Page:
The traditional agricultural business model is changing for various reasons, and this requires new thinking and strategies from leaders in agribusiness. Agribusinesses are challenged with meeting the growing demand for food, fibre and beverages, while... - Dr John Purchase, CEO
The traditional agricultural business model is changing for various reasons, and this requires new thinking and strategies from leaders in agribusiness. Agribusinesses are challenged with meeting the growing demand for food, fibre and beverages, while at the same time balancing economic, environmental and even social realities and responsibilities.
Currently, agribusiness is evolving from more local and regional business models to a far more expanded and even multinational business model. Inevitably, such development raises increasing interest from larger corporations, state agencies and the public.
Various factors and trends play a role in this changing environment, posing complex challenges to business leaders in agriculture, such as:
There are several factors that to a greater or lesser extent impact on the agribusiness environment, depending on the nature of the agribusiness.
The following ten factors and trends, in no particular order, will determine the future of agribusiness:
1. Local and international consumer trends in respect of the demand for food, fibre and beverages are constantly changing. There has for example been a massive movement away from simple starch products as a staple food, to a much more animal protein-based diet over the last decade, not only in South Africa, but also globally.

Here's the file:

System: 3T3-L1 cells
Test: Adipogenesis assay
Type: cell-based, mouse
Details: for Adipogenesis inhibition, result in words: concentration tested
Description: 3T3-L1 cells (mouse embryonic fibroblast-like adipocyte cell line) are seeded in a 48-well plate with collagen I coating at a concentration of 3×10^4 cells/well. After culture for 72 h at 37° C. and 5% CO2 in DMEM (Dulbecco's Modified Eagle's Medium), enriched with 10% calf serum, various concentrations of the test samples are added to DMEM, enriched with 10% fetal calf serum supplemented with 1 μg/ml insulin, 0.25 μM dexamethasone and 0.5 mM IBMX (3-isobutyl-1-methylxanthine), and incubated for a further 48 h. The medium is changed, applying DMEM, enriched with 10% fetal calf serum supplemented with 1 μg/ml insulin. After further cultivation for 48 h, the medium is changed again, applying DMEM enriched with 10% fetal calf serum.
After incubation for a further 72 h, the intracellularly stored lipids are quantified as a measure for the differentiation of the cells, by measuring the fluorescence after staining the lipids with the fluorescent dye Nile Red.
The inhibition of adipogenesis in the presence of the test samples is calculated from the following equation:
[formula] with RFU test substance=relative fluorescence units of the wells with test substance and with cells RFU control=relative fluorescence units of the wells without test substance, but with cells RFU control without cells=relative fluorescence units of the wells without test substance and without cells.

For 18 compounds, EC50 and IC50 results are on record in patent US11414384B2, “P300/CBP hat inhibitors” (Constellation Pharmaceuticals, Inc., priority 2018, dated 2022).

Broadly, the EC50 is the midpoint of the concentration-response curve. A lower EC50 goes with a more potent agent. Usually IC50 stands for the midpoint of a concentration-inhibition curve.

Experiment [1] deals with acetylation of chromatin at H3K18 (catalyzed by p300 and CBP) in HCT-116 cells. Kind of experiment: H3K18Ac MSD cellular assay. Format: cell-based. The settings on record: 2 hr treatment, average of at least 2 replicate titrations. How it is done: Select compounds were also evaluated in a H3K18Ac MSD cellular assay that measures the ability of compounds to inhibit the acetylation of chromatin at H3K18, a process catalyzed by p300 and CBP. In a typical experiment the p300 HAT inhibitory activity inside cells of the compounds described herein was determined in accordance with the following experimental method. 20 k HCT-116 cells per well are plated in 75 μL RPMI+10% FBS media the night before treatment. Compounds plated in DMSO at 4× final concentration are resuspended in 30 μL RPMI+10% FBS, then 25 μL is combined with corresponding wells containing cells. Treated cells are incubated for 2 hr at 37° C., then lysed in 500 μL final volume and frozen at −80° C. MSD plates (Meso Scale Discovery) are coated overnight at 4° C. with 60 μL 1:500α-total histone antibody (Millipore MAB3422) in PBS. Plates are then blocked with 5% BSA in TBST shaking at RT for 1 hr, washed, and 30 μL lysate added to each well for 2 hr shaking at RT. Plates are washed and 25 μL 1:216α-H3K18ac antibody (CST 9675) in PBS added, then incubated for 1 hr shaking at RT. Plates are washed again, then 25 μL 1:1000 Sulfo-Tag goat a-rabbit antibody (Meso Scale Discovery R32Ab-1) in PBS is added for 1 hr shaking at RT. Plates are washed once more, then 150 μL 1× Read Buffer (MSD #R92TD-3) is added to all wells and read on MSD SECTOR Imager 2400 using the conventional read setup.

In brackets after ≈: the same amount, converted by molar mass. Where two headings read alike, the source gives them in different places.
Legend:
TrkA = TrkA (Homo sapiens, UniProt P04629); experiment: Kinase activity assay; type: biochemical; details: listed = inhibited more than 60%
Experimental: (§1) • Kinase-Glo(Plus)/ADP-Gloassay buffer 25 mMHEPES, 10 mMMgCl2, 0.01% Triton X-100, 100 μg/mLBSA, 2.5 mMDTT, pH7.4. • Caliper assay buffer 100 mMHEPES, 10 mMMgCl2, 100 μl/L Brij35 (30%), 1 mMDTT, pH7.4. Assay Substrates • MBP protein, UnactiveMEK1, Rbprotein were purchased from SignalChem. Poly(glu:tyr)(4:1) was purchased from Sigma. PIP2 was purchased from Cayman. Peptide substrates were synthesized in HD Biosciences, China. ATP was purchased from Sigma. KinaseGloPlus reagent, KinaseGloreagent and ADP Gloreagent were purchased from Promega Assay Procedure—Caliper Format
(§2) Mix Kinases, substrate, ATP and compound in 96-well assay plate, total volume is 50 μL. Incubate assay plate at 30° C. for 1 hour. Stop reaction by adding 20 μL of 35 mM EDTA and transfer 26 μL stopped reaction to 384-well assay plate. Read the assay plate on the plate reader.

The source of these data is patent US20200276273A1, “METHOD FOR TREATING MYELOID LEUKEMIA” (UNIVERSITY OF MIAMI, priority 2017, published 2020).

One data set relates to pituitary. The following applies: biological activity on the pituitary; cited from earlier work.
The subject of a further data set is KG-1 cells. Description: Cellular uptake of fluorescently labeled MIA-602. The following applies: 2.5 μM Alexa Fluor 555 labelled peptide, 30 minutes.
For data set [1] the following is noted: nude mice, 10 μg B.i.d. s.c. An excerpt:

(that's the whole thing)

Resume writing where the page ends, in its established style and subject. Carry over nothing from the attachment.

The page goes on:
2. The emergence of consumer activism with regard to labelling, safe and nutritious food, and responsible food production.
3. Rate and scope of technological development and change in many areas, including precision farming, genetic modification, food processing technology, automation and so forth. Science-driven productivity improvement is essential to ensure that competitiveness is continuously enhanced. It consequently drives international competitiveness and food security by decreasing food prices and making food more affordable.
4. Increasing regulation of the agro-food complex to protect consumers and the environment. Of great importance is the trend of mergers and amalgamations in a bid to cut overhead costs and ensure regulatory compliance, thus becoming more competitive on the one hand, while on the other hand preventing an increase of business concentration in accordance with competition legislation.
5. Climate change and the management of environmental risks, such as droughts.
6. The need for improved and more transparent communication with all stakeholders, including clients, shareholders and others, and in doing so offering greater value.
7. Sustainable utilisation of water and land as critical natural resources for production, and even the sun and wind for renewable energy supply.
8. Trade agreements and the abuse of non-tariff barriers in cross-border trade, such as sanitary and phytosanitary measures. It is often said that the wars of the future will be trade wars. Growing protectionism under President Trump in the United States, as well as in certain European countries, confirms these statements.
9. Ability to analyse so-called ‘big data’ and to utilise it as business intelligence in an effort to strive for greater effectiveness.
10. Skilled personnel and especially managers to create a competitive advantage and, in so doing, operate more efficiently and competitively in the market.
Agricultural businesses must strive to become much more effective, thereby creating a competitive advantage. In addition, the principles of economic, environmental and social sustainability must be pursued throughout. It is often said that a well-fed person has many problems, but that a hungry person has only one. Food security and inclusivity are goals we all have to strive for.
Dr John Purchase
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